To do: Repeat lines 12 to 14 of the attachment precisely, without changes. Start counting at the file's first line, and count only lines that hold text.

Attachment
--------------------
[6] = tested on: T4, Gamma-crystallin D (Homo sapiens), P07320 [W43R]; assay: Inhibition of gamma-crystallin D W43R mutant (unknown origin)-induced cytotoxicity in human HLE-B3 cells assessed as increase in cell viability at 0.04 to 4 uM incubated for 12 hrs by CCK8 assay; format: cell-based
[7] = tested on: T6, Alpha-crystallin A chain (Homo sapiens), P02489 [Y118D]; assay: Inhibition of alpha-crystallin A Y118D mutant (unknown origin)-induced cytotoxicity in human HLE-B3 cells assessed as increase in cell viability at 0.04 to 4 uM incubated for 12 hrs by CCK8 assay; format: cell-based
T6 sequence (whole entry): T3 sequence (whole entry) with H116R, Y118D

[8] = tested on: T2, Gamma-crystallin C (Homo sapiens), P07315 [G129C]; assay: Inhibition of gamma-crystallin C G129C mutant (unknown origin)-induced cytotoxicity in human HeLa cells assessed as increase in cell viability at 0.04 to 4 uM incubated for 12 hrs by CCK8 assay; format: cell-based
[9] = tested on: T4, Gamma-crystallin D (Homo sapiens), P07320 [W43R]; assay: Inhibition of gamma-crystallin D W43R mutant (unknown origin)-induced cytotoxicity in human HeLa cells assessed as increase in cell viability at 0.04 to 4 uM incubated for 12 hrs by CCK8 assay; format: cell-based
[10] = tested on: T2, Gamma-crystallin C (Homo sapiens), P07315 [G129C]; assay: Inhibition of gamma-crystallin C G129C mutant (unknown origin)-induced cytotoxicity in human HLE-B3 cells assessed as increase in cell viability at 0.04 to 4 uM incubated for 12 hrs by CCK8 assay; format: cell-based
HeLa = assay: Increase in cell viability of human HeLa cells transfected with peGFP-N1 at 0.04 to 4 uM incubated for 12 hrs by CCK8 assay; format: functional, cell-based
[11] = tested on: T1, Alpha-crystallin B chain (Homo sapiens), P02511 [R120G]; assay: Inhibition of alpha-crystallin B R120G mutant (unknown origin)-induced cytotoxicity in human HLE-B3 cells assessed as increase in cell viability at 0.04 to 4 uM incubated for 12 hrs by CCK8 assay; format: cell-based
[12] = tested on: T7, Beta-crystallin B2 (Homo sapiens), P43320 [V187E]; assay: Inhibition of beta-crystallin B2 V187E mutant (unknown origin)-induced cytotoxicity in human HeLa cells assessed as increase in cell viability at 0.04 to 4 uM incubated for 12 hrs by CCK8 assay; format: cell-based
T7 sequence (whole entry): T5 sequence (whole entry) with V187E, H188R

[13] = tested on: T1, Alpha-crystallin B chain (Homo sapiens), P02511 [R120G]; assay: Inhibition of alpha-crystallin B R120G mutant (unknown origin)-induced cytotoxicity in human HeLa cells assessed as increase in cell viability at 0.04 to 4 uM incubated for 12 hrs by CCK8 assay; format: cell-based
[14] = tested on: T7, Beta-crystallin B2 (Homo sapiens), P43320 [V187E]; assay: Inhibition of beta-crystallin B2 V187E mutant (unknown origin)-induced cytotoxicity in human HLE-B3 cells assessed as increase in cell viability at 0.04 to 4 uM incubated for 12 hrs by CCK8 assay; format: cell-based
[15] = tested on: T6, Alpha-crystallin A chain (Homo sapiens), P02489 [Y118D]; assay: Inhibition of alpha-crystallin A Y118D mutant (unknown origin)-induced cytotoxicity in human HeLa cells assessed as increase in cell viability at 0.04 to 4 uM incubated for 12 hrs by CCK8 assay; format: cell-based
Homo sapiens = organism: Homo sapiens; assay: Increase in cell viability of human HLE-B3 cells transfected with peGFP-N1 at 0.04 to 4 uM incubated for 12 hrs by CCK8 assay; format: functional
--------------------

[14] = tested on: T7, Beta-crystallin B2 (Homo sapiens), P43320 [V187E]; assay: Inhibition of beta-crystallin B2 V187E mutant (unknown origin)-induced cytotoxicity in human HLE-B3 cells assessed as increase in cell viability at 0.04 to 4 uM incubated for 12 hrs by CCK8 assay; format: cell-based
[15] = tested on: T6, Alpha-crystallin A chain (Homo sapiens), P02489 [Y118D]; assay: Inhibition of alpha-crystallin A Y118D mutant (unknown origin)-induced cytotoxicity in human HeLa cells assessed as increase in cell viability at 0.04 to 4 uM incubated for 12 hrs by CCK8 assay; format: cell-based
Homo sapiens = organism: Homo sapiens; assay: Increase in cell viability of human HLE-B3 cells transfected with peGFP-N1 at 0.04 to 4 uM incubated for 12 hrs by CCK8 assay; format: functional